Sunday, November 21, 2010

Doctor Who?

Fresh from writing a short story last night, I woke up early today to try to branch out and tackle another one. Woke up at close to nine in the morning. But as the morning charged on, my enthusiasm diminished. Blocked again. Always happens when I want to write a second day in a row. I overloaded myself, hyped myself up too much, had a whole pot of coffee with sugar and creamer and fashioned myself a nice hyper headache.

I know it seems silly, but writing six pages really took it out of me last night. I blame the coffee.

So from 9am to now, currently 1:39pm, I haven't written one fictional word. Instead, I decided to web browse some of my favorite authors and ones that I wish to read. I started with Clive Barker than took a glance at some Anne Rice. Inevitably, I always end at Stephen King. Somehow I was led to his Wikipedia page and stumbled on this article, one that made me do a double take. Maybe this has already been covered by other bloggers, but the news still disturbs me a little.

"On November 19, 2009, while on a promotional tour in Toronto, Canada for his latest novel Under the Dome , during a reading at the Canon Theater being moderated by the filmmaker David Cronenberg, Stephen King described to the audience an idea for a sequel novel to his 1977 novel The Shining . The story, King said, would follow a character from the original novel, Danny Torrance , now in his 40s, living in upstateNew York, where he works as an orderly at a hospice and helps terminally ill patients pass away with the aid of some extraordinary powers. [1]

While on the road, I mentioned two potential projects while I was on the road, one a new Mid-World book (not directly about Roland Deschain, but yes, he and his friend Cuthbert are in it, hunting a skin-man, which are what werewolves are called in that lost kingdom) and a sequel to The Shining called Doctor Sleep. Are you interested in reading either of these? If so, which one turns your dials more? [We] will be counting your votes (and of course it all means nothing if the muse doesn't speak).[2]

On December 31, 2009, it was revealed that Doctor Sleep received 5,861 votes, while The Wind Through the Keyhole received 5,812."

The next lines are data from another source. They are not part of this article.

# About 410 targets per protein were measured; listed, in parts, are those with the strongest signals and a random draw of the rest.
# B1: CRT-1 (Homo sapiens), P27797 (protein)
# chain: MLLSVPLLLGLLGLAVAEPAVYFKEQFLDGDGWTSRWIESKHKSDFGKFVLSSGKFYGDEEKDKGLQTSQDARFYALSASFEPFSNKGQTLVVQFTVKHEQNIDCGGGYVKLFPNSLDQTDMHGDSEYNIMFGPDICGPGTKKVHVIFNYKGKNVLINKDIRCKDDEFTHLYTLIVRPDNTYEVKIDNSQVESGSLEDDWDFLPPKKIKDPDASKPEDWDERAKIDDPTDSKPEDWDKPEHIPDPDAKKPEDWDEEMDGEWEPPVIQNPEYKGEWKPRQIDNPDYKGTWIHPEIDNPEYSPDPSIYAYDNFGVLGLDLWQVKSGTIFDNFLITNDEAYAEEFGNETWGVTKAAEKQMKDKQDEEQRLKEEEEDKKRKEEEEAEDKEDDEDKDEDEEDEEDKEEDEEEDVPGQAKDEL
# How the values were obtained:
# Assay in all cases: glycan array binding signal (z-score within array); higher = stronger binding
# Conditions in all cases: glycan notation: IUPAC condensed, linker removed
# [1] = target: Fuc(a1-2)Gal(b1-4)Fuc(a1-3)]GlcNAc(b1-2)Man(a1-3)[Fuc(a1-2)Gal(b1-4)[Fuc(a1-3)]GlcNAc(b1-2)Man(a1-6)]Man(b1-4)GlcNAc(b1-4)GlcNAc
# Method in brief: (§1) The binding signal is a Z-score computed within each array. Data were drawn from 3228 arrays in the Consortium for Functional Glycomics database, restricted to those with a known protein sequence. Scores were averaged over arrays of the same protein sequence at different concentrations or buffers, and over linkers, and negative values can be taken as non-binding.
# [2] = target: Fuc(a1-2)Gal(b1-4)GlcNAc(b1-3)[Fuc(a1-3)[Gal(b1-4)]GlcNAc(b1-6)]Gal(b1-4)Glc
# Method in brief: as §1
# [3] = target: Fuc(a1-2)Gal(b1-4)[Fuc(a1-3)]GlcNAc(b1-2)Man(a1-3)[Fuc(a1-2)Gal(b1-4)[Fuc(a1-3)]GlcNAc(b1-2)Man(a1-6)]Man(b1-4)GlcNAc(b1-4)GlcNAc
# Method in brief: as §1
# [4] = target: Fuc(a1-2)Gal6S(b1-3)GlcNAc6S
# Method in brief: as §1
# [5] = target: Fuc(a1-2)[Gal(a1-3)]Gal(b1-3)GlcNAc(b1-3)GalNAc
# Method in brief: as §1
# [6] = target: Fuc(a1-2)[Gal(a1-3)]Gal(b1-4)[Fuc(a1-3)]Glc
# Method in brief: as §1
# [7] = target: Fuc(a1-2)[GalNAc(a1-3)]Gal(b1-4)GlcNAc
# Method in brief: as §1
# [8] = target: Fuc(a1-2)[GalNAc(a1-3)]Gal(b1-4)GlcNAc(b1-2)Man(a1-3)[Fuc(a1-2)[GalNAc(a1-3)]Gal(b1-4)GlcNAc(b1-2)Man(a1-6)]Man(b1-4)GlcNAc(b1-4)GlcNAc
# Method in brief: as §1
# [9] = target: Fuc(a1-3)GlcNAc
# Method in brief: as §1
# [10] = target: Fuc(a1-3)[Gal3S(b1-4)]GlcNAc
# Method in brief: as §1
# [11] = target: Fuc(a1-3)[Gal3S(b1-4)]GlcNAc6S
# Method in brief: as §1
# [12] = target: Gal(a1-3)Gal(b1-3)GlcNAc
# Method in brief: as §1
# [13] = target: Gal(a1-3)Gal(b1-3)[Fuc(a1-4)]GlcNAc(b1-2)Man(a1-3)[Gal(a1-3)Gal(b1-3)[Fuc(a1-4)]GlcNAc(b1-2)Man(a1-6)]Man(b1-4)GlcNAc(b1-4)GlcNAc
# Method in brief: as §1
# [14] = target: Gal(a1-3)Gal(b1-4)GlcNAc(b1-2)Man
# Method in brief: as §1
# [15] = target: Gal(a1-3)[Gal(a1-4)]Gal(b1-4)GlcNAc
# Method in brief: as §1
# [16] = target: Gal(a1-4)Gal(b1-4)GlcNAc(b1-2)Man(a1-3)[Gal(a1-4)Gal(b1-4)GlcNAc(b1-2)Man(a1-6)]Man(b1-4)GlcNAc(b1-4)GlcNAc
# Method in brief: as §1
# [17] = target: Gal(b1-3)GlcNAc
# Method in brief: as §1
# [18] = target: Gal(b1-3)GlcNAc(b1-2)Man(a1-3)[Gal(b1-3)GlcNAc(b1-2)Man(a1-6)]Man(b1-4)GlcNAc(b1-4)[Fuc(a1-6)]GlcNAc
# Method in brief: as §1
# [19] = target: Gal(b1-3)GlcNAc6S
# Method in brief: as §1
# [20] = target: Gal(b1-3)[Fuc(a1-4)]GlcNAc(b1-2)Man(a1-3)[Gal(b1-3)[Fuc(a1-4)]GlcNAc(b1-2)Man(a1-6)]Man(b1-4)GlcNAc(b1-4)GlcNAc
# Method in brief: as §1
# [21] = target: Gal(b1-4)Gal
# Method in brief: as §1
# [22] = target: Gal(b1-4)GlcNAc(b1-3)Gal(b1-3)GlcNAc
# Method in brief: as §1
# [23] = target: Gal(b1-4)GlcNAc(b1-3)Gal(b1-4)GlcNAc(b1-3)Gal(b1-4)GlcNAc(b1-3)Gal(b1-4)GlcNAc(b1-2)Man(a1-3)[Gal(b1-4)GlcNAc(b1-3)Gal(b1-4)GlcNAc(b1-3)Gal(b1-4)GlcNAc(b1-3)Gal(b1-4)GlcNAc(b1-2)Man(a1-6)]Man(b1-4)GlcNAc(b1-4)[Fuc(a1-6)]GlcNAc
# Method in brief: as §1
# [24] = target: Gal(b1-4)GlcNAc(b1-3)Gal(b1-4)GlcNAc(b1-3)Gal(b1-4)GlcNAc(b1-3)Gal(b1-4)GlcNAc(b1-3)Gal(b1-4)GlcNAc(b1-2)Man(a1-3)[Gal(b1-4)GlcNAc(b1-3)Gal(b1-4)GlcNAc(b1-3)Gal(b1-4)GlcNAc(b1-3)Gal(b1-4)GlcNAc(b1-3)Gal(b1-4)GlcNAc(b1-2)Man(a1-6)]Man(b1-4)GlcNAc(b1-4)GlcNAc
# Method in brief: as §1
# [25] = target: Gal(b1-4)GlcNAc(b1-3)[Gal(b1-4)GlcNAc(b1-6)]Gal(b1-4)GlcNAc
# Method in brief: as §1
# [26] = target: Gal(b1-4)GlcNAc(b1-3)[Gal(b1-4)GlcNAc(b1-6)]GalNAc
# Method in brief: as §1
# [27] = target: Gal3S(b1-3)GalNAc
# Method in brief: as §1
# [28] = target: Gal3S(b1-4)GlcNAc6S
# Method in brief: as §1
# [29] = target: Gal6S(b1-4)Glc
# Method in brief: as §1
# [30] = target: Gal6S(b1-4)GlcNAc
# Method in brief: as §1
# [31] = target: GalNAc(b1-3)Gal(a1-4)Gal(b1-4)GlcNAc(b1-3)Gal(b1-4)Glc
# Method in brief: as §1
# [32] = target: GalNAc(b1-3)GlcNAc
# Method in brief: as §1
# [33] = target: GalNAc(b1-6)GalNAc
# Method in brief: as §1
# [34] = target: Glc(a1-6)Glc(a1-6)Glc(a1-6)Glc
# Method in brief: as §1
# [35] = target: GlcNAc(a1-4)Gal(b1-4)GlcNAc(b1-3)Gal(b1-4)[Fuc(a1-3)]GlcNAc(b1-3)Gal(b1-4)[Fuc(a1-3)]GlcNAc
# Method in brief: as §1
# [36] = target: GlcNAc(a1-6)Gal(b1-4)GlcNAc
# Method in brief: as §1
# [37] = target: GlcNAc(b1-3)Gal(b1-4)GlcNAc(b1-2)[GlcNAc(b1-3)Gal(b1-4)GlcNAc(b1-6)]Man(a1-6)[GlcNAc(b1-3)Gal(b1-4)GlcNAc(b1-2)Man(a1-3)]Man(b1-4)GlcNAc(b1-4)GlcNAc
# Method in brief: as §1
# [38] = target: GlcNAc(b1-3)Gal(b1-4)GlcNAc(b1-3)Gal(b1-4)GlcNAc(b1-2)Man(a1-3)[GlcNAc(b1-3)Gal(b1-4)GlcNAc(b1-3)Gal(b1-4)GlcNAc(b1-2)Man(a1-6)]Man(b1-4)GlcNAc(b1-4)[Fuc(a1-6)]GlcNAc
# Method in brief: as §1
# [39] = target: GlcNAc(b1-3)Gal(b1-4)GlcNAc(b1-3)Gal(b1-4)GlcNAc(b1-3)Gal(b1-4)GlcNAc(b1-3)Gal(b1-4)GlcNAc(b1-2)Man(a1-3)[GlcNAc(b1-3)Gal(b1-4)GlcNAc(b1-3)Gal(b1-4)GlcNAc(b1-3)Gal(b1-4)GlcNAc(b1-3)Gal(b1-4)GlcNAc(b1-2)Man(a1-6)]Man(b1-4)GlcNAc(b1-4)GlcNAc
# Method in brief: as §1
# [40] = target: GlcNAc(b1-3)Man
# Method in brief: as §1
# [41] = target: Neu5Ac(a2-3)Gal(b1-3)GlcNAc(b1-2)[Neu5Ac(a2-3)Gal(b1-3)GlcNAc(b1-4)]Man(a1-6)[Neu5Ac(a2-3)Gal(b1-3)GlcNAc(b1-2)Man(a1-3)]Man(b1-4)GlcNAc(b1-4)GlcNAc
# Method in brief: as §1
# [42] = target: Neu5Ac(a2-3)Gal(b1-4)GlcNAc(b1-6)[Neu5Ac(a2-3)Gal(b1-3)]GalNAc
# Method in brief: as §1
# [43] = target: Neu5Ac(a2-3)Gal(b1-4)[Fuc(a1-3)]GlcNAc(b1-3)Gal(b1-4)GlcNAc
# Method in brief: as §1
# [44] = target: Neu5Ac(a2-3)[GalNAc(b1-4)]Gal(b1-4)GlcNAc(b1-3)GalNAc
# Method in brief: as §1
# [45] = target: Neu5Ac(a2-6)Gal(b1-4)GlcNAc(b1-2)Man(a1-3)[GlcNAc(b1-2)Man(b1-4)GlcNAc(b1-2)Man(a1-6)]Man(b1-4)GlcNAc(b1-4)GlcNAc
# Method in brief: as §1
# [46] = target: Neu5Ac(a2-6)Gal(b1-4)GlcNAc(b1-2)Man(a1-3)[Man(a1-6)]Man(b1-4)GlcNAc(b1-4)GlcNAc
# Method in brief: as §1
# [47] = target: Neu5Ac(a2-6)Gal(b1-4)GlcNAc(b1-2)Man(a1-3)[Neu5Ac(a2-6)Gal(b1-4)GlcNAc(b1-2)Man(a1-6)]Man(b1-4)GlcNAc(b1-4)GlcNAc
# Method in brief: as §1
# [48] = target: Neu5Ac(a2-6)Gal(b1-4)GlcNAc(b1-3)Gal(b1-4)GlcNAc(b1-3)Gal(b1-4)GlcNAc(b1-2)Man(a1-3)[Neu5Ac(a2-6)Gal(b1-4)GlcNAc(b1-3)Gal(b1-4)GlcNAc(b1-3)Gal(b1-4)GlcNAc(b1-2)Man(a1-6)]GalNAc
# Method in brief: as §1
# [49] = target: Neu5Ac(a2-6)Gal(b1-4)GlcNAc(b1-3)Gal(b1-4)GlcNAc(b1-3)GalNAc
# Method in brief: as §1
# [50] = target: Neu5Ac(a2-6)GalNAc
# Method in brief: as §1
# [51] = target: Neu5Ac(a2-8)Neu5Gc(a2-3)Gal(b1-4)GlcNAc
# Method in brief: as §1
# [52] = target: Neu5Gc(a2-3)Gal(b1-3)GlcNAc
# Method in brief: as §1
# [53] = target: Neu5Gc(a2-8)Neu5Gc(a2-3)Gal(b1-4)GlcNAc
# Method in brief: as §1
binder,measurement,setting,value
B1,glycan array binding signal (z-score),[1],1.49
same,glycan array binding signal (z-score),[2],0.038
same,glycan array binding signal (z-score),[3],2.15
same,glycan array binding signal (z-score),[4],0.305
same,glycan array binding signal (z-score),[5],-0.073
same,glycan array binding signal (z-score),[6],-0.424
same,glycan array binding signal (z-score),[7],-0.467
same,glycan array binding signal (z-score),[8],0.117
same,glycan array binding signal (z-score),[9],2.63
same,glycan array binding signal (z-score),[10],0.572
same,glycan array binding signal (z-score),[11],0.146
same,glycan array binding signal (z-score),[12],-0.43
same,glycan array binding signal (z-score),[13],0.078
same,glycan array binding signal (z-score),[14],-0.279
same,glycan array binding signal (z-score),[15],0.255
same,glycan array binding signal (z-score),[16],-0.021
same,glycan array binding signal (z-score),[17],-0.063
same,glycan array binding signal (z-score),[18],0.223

A sequel to The Shining? Why?Is he writing too much? Tell me what you think.

Thursday, November 18, 2010

The Power of eBooks

So far, I've come to realize that ebooks are way more popular than print books. Case in point: I've been selling way more ebooks than I have print copies.

Even today, with the job market, real estate market and consumer market flipped upside down, people are still hesitant to spend too much for one thing. I have done so in the past myself. I buy most my books now through goodwill. But if a book really stands out, I'll buy no matter how expensive it is.

Lately, I've been catering to people who just want a taste. To try before they buy, so to speak. So, I'm happy to announce that Mr. Dead Eyes and For What It's Worth are selling steadily on the Amazon Kindle. Their price? Only 99 cents, less than a pack of bubble gum. I also have Wearing Donnie Torr, my newest book, and the longest, at 336 pages, up there as well for just 99 cents.

On Smashwords, with all my titles, I've been giving them away as free downloads (Formats include: HTML, Javascript, .mobi, EPUB, PDF, RTF, LRF, PLAIN DOC and PLAIN TEXT) and have garnered over 800 downloads to date.

Also, I've just recently decided to widen my audience and make all my titles available on the Barnes and Noble Nook for the unshakable price of 99 cents. That's right, folks. Whether you're a kindle owner or a nook owner, you can still be able to get my books. So read some, tell your friends and send a review or two my way. In the meantime, as always, I will be writing. I'm working on the second short story collection and my next novel. We'll see where this leads. Thanks for being loyal readers of my work.

Wednesday, November 10, 2010

Shorties For Now

Novels, whether they be 200 or 400 pages, can be a big undertaking. So can short stories in some respect. I like to put just as much focus on short stories as I do novels. But, on occasion, there have always been a few ideas that are a wild spark that cannot be tamed. Something that needs to be written at that moment before the fire of it dies out. That's the drive that I love from writing short stories.

On one side I will have a story I need to spend some time on, even check out a couple of books from the library for research.

On another, I'll have stories that I have to challenge myself to write in one sitting or write it before the week is out. The majority of these stories have only one or two scenes and are purely dialogue -driven.

For novels I work at a slower pace. It took me six years to flesh out the plot and characters for Mr. Dead Eyes. For Wearing Donnie Torr it took me two years but also was a hundred pages longer than my first book.

For right now, I want to take the road of Stephen King and Ray Bradbury. I'm going to start selling my short stories to magazines. It's what you have to do for exposure. At the moment I have 35 to 40 short stories under my belt. By year's end, I hope to have 150. So who knows? Open up your favorite magazine, scan the table of contents and you just might find one of my short stories...